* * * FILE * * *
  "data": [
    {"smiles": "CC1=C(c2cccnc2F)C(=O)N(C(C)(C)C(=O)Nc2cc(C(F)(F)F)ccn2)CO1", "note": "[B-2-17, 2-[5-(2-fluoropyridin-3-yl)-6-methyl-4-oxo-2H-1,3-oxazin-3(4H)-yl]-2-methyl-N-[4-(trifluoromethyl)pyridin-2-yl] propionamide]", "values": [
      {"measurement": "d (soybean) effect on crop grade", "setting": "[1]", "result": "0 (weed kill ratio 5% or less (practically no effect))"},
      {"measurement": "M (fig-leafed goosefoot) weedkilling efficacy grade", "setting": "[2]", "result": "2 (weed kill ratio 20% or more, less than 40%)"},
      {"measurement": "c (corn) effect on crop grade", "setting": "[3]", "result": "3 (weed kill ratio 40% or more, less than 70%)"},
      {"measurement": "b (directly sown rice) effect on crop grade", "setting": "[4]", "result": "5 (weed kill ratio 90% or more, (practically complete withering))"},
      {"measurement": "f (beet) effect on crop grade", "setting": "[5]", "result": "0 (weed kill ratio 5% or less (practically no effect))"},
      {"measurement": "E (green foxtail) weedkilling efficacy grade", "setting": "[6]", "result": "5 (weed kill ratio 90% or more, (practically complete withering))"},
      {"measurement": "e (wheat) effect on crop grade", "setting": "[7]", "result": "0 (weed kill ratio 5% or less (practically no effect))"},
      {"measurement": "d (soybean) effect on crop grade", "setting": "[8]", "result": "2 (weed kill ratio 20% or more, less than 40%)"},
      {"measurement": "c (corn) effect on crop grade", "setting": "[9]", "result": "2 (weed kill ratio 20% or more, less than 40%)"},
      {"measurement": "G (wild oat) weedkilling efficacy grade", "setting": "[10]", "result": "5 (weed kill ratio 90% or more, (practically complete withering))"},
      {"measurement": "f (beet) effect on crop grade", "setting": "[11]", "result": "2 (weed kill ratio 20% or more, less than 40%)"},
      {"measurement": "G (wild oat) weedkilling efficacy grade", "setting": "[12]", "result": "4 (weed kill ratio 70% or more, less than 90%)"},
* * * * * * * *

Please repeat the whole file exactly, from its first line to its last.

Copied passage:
  "data": [
    {"smiles": "CC1=C(c2cccnc2F)C(=O)N(C(C)(C)C(=O)Nc2cc(C(F)(F)F)ccn2)CO1", "note": "[B-2-17, 2-[5-(2-fluoropyridin-3-yl)-6-methyl-4-oxo-2H-1,3-oxazin-3(4H)-yl]-2-methyl-N-[4-(trifluoromethyl)pyridin-2-yl] propionamide]", "values": [
      {"measurement": "d (soybean) effect on crop grade", "setting": "[1]", "result": "0 (weed kill ratio 5% or less (practically no effect))"},
      {"measurement": "M (fig-leafed goosefoot) weedkilling efficacy grade", "setting": "[2]", "result": "2 (weed kill ratio 20% or more, less than 40%)"},
      {"measurement": "c (corn) effect on crop grade", "setting": "[3]", "result": "3 (weed kill ratio 40% or more, less than 70%)"},
      {"measurement": "b (directly sown rice) effect on crop grade", "setting": "[4]", "result": "5 (weed kill ratio 90% or more, (practically complete withering))"},
      {"measurement": "f (beet) effect on crop grade", "setting": "[5]", "result": "0 (weed kill ratio 5% or less (practically no effect))"},
      {"measurement": "E (green foxtail) weedkilling efficacy grade", "setting": "[6]", "result": "5 (weed kill ratio 90% or more, (practically complete withering))"},
      {"measurement": "e (wheat) effect on crop grade", "setting": "[7]", "result": "0 (weed kill ratio 5% or less (practically no effect))"},
      {"measurement": "d (soybean) effect on crop grade", "setting": "[8]", "result": "2 (weed kill ratio 20% or more, less than 40%)"},
      {"measurement": "c (corn) effect on crop grade", "setting": "[9]", "result": "2 (weed kill ratio 20% or more, less than 40%)"},
      {"measurement": "G (wild oat) weedkilling efficacy grade", "setting": "[10]", "result": "5 (weed kill ratio 90% or more, (practically complete withering))"},
      {"measurement": "f (beet) effect on crop grade", "setting": "[11]", "result": "2 (weed kill ratio 20% or more, less than 40%)"},
      {"measurement": "G (wild oat) weedkilling efficacy grade", "setting": "[12]", "result": "4 (weed kill ratio 70% or more, less than 90%)"},